Whilst divorce is clearly a big money-spinner for family lawyers, no solicitor worth their salt actually wants to see families split, and has a duty of care to ensure that divorce is a last resort. A reconciliation contract supports this. Avoid the later heartache of “shoulda, woulda, coulda” by giving yourselves the time and breathing space to cool off and attempt to resolve your differences. You never know, you may even rediscover what made you fall in love with one another in the first place. Do fun things; go on dates. Take it one step at a time. The old adage: “the couple that plays together, stays together” may just prove accurate.
The family law organisation Resolution, which boasts a 6500-strong membership of lawyers and other professionals committed to non-confrontational divorce, recently drew up a revised code of practice to mark Good Divorce Week. Amongst other pledges, the code commits members to reducing or managing “any conflict and confrontation; for example, by not using inflammatory language” and to supporting and encouraging “families to put the best interests of any children first.”
Another mission of Resolution, with the support of other organisations, is to lobby Parliament to introduce the ‘no fault divorce.’ Many other countries, including the USA, Russia, China and Australia, already allow for divorce without apportioning blame. Here in the UK, unless the couple have been separated for at least two years, one partner is encouraged to heap blame on the other, citing infidelity or irreconcilable differences for the divorce. This creates an air of hostility and fault-finding which is both unnecessary and inflammatory, and in many cases causes couples to invent grounds for divorce, making a peaceful resolution less likely. The ‘fault-free divorce’ would see couples give notice and if they both feel the same way six months later, the divorce is granted.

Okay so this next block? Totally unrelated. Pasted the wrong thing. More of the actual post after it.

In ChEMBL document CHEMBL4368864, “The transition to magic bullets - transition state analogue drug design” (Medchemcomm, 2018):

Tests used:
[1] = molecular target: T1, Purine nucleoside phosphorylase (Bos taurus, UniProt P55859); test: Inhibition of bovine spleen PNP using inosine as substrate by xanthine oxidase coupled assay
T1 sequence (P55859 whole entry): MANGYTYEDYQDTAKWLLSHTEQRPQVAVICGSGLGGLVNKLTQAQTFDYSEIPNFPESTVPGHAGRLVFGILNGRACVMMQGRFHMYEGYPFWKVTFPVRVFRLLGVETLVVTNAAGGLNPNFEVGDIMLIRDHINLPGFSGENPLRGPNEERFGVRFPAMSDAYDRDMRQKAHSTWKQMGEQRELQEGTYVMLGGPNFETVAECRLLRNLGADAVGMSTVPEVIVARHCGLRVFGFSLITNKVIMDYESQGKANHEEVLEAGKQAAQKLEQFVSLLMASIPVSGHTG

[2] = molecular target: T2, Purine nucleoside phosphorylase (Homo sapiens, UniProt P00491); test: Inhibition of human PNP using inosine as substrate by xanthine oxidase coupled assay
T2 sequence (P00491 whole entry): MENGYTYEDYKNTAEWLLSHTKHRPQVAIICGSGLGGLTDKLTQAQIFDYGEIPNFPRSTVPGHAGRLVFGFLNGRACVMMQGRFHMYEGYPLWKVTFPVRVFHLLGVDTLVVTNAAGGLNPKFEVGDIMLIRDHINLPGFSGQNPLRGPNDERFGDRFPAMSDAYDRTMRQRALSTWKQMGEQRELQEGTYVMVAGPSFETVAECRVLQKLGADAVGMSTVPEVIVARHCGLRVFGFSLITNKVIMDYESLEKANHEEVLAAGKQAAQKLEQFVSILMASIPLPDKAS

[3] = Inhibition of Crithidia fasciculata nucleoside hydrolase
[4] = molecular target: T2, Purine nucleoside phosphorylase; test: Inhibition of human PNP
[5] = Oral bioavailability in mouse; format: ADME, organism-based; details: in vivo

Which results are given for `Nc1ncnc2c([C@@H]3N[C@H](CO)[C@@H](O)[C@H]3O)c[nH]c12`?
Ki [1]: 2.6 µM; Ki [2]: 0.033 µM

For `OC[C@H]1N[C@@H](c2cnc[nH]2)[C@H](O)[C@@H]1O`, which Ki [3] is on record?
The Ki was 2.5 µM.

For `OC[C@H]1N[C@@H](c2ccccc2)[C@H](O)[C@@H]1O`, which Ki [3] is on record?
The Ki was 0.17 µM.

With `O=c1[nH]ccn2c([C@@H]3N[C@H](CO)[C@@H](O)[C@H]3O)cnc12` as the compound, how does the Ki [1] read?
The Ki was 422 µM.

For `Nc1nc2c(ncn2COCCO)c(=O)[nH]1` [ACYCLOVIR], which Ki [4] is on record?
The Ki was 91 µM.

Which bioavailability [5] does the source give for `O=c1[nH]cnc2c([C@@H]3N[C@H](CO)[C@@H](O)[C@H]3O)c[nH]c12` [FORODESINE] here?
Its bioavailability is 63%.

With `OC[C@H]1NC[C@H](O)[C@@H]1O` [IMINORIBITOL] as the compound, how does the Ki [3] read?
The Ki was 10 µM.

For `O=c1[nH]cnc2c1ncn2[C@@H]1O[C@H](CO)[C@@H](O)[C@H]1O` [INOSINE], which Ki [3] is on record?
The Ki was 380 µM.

So, what if divorce is inevitable – how much will it cost? If you absolutely cannot separate your assets without the assistance of a lawyer, then of course it’s going to cost you – often thousands of pounds, as their average hourly rate is £200. The good news is that if you can settle your divorce amicably it only need cost £550, which is the basic fee. The YouGov website has all the forms and information you require.
If it all feels a bit daunting, an online service such as Quickie Divorce can provide reassurance, assist with the process and provide guidance for completing the forms, from as little as £39. I used a combination of Quickie Divorce and the YouGov website, splitting the costs with my ex-husband, costing less than £300 each in total. Here’s a brief summary of the process:
- Go to YouGov and prepare 3 copies of Divorce Petition Form D8.
- Enter your postcode to find your nearest Regional Divorce Centre.
- Send the forms and provide your details so they can call you to collect the £550 fee by debit/credit card.
- Respondent is sent the petition form and replies using Acknowledgement of Service form within 8 days.
- Apply for a Decree Nisi using the form D84. You will also need to complete the relevant statement form, according to the reason you’ve given for divorce.
- If the judge approves your application, a date is set for the hearing (usually 4 weeks’ notice is given; no need to attend unless there are objections).
- Decree Nisi is granted.
- Wait 6 weeks and 1 day, then apply for Decree Absolute using the form D36.
- Decree Absolute is granted.
The entire (uncontested) process takes around 4-6 months. You are then free to remarry…
…if you dare.